Maid had to sleep in employer's massage parlour after cleaning it

By day, Siti (not her real name), cooked and cleaned her employer's house.

By night, the 30-year-old Indonesian maid continued her work, cleaning her employer's massage parlour.

Her duties included washing used towels, cleaning massage beds and scrubbing toilets. Often, she had to sleep over there too.

This went on for about five months.

Tired and afraid, Siti eventually confided in her employer's neighbour, who advised her to call the Ministry of Manpower (MOM).

While cases like hers still exist, the good news is that the number of cases involving the illegal deployment of maids is falling.

A MOM spokesman said there are 206,000 foreign domestic workers in Singapore.

In 2008, 151 people were convicted of illegal deployment of maids.

For the first six months of last year, the figure dropped to just 36.

The decrease was due to ongoing enforcement and public outreach efforts, MOM's spokesman added.

In Siti's case, she had spent the last seven years doing housework for different employers in Singapore before working for her last family.

So it was "bad luck" she ended up working at a massage parlour, she told A. Pratama Employment Agency's general manager Desmond Phoon.

Mr Phoon, who got wind of Siti's case, did not know what had happened to her employer. He said Siti was cleared of wrongdoing and now works for another Singaporean family.

President of the Association of Employment Agencies (Singapore), Ms K. Jayaprema, said agencies are getting stricter with employers as they do not want to aid or abet any wrongdoing.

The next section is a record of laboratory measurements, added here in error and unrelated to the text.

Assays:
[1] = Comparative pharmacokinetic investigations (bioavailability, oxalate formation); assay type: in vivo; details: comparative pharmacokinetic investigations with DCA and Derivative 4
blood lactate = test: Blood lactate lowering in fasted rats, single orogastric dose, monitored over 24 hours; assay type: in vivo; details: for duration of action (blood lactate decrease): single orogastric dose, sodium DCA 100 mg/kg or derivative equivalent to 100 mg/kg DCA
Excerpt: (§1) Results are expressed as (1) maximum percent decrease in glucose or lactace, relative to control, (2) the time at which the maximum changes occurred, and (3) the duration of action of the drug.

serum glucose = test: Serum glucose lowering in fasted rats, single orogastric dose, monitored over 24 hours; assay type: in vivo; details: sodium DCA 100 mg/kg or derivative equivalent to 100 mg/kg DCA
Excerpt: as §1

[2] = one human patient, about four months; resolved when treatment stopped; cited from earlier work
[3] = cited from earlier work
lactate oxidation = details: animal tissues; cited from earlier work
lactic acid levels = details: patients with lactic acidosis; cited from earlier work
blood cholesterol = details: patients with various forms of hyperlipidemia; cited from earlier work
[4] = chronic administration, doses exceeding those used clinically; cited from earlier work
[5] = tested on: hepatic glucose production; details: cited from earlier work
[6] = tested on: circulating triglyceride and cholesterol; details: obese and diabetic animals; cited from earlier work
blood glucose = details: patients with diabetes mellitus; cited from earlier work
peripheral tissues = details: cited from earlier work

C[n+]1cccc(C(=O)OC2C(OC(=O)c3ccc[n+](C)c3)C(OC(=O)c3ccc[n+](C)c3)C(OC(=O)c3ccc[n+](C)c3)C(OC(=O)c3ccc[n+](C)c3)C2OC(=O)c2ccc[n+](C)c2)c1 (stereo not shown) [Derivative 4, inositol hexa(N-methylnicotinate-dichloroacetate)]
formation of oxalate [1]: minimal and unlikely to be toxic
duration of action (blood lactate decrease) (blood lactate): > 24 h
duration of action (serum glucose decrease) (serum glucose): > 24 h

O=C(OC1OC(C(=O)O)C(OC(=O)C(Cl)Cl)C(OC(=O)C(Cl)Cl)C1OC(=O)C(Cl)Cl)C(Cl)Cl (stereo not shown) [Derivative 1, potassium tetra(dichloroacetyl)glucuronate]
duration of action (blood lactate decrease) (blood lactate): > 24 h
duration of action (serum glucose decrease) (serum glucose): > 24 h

"In the past, employers were not so aware. They didn't see taking their workers to help out in their in-laws' (homes) as illegal deployment. But we caution the employers against doing so."

MOM's spokesman told The New Paper that foreign domestic workers can work only at the address stated in their work permits.

Some agents like Ms Lilian Pang, manager of 1 Astar Employment Agency, have declined business from demanding employers.

She recalled how, in January, a doctor was shopping for a worker to take on the usual household duties and clean her office twice a week.

Ms Pang said the doctor expected the maid to do more as she was going to pay her $450 monthly.

"I turned her down because the worker hadn't even arrived and she was already giving so many terms and conditions. I also didn't want to get myself into trouble," she added.

Nation Employment's managing director, Mr Gary Chin, said: "During the interview with the prospective employer, we'll find out his family background and the reason for hiring a maid.

"Usually, you'll be able to tell whether their intentions are legitimate."

He said he last came across a case of illegal deployment about 10 years ago.

But volunteers from migrant worker welfare groups Humanitarian Organisation for Migration Economics (Home) and Transient Workers Count Too (TWC2) said illegal deployment is still a bugbear.

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